According to the U.S. Census, more than 35 million Americans pack up their homes and move each year. The third most popular reason for moving is work related--behind only getting a new house or starting a family. Though most of these moves are within the country (and even more are within the same state), a significant number of professionals are moving abroad to seek the unique opportunities that multinational businesses offer.

My husband's business took our family to China for three years and then Kenya for another year. I know of several other entrepreneurs who have moved to places as varied as Nepal, India, and The Gambia (in West Africa).

Moving While Starting a Business is Especially Hard

For entrepreneurs and their families, moving to a new area poses particular challenges. Adjusting to life in an unfamiliar place and culture can already be all-consuming. Throw a startup into the mix, and you have created a perfect storm of stress that could overwhelm your family.

We can use the Holmes-Rahe Stress Scale, a list of stressful life events that contribute to illness, to think about this quantitatively. If you add together all the changes that starting a new business and moving to a new place lead to, these two choices could easily put you and your family over the scale's threshold score for someone at high risk of illness?.

When we lived in China, in the early days of my husband's company, we worked sixteen-hour days while trying to adjust to life in a foreign mega-city where we were illiterate and didn't know how anything worked. We had no support network, and no time to build a support network. During those years, we both battled numerous infections and illnesses, as well as anxiety, depression, and burnout.

How to Do Both in a Sustainable Way

But our time in Kenya has been entirely different, mainly because we learned some hard lessons in China that we applied during our second stint overseas. We've learned that it is possible to run your business and live in a new place in a sustainable way.

When evaluating whether or not to move for your company, the location itself absolutely matters. Can this place provide what your family needs?

Here are five questions, most of which you should be able to answer in the affirmative before asking your family to move with you:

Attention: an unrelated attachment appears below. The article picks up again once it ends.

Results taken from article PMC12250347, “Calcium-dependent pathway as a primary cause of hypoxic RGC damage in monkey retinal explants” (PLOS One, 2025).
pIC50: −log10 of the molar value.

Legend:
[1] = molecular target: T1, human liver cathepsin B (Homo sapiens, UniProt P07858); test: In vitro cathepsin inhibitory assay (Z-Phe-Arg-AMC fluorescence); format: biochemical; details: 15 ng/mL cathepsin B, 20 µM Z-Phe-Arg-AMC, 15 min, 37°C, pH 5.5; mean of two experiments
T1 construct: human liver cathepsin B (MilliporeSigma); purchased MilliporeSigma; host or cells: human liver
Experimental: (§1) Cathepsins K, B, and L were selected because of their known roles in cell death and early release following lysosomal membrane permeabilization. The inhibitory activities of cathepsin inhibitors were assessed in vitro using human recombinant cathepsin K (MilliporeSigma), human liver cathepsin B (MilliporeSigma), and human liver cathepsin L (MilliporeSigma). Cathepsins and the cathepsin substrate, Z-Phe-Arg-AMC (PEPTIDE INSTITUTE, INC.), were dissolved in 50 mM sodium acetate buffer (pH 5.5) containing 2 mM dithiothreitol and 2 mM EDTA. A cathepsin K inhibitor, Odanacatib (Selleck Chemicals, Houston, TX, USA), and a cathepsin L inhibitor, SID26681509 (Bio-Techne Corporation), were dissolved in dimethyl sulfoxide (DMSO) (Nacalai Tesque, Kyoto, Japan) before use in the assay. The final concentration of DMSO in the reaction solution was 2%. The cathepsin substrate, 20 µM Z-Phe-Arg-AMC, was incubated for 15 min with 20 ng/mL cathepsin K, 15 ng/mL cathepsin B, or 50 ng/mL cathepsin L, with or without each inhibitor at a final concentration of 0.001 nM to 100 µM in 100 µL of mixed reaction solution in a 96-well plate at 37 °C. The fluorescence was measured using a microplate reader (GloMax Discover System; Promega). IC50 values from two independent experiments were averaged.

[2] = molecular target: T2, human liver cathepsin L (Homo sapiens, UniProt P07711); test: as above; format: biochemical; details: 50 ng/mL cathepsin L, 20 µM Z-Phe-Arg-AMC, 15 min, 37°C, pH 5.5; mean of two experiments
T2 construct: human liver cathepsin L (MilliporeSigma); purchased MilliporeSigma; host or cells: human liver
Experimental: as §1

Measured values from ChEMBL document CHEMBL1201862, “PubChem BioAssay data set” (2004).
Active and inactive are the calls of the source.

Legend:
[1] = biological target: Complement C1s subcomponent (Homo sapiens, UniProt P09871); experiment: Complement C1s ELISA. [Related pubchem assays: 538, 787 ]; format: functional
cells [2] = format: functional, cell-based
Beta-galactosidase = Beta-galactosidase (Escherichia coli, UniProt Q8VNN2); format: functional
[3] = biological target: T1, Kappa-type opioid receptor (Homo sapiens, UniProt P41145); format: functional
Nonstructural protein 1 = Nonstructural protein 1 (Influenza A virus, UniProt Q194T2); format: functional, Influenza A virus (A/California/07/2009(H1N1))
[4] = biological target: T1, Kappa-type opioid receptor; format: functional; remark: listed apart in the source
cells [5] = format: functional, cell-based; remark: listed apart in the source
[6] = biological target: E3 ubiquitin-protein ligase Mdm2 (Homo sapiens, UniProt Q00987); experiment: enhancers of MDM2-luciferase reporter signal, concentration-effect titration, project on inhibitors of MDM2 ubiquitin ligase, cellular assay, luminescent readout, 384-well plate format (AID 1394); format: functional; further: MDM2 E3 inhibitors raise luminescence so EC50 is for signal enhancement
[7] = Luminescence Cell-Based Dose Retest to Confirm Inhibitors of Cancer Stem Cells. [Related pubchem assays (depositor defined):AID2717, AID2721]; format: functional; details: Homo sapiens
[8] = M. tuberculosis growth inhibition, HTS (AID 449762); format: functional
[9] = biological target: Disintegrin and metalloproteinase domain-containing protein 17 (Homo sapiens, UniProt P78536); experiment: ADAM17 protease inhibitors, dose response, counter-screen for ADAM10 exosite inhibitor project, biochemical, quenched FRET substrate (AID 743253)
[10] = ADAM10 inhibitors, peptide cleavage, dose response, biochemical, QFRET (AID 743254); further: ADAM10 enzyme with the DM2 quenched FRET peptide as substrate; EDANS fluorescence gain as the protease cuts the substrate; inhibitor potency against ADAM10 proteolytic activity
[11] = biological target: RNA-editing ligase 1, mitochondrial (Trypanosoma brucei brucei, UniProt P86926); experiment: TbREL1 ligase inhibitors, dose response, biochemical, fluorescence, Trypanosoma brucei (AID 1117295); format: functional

1) Can you find a home that feels comfortable and safe?

When moving to an unfamiliar place, your home will feel like a refuge. It is the one place where you and your family can feel in control of their surroundings. Make sure it is a realistic and affordable option for you to find a home in which the entire family will feel comfortable and safe.

2) Will there be something meaningful for your spouse to do?

"Trailing spouse syndrome" plagues individuals who move with their partners to a new place and find themselves without work, community, or purpose. No individual--man or woman--wants to live with such aimlessness. If your spouse is not working in the business, make sure he or she will have options for meaningful activity in the form of employment, volunteer opportunities, or social events.

3) Are there places, organizations, and activities available that will help you connect socially?

No entrepreneur can succeed alone, and neither can an entrepreneur's family. Making friends in your new location is a priority. One simple way to assess the friend potential of an area is to see whether any of the activities that you enjoy most as a family--such as outdoor sports, arts and culture, or church services--are available. If so, then you have a good chance of meeting like-minded families there.

4) Are there decent, doable schooling and activity options for your children?

When we moved to Kenya, my greatest concerns were for the well-being and education of our young son. We explored everything from hiring a nanny to enrolling him in local and international schools. Once my son was settled into his preschool, everything else about the transition felt easier. You and your spouse will be happier and have more capacity to manage the move if you know your children will be well cared for.

5) Can you find at least one trustworthy individual in the area who can help you when necessary?

Having casual friends is one thing; having someone you can call on if you are seriously stuck or in an emergency is quite another. Since the entrepreneur in the family will likely be extremely busy and may even travel out of the area, your family will benefit greatly from knowing that they have a safety net--someone who will look out for them if anything goes wrong.